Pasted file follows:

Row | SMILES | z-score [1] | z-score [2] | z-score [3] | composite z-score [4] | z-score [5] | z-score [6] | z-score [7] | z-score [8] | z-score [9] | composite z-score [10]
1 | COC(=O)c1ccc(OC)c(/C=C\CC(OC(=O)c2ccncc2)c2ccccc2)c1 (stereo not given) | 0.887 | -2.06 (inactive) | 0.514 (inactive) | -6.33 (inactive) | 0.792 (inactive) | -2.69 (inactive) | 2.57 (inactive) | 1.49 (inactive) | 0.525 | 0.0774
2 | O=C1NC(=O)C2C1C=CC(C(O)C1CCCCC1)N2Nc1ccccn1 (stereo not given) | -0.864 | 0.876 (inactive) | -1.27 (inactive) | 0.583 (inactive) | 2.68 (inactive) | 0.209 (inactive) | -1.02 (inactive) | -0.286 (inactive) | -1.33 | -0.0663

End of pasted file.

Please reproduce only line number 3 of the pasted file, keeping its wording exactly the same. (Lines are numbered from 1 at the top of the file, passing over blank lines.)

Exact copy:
2 | O=C1NC(=O)C2C1C=CC(C(O)C1CCCCC1)N2Nc1ccccn1 (stereo not given) | -0.864 | 0.876 (inactive) | -1.27 (inactive) | 0.583 (inactive) | 2.68 (inactive) | 0.209 (inactive) | -1.02 (inactive) | -0.286 (inactive) | -1.33 | -0.0663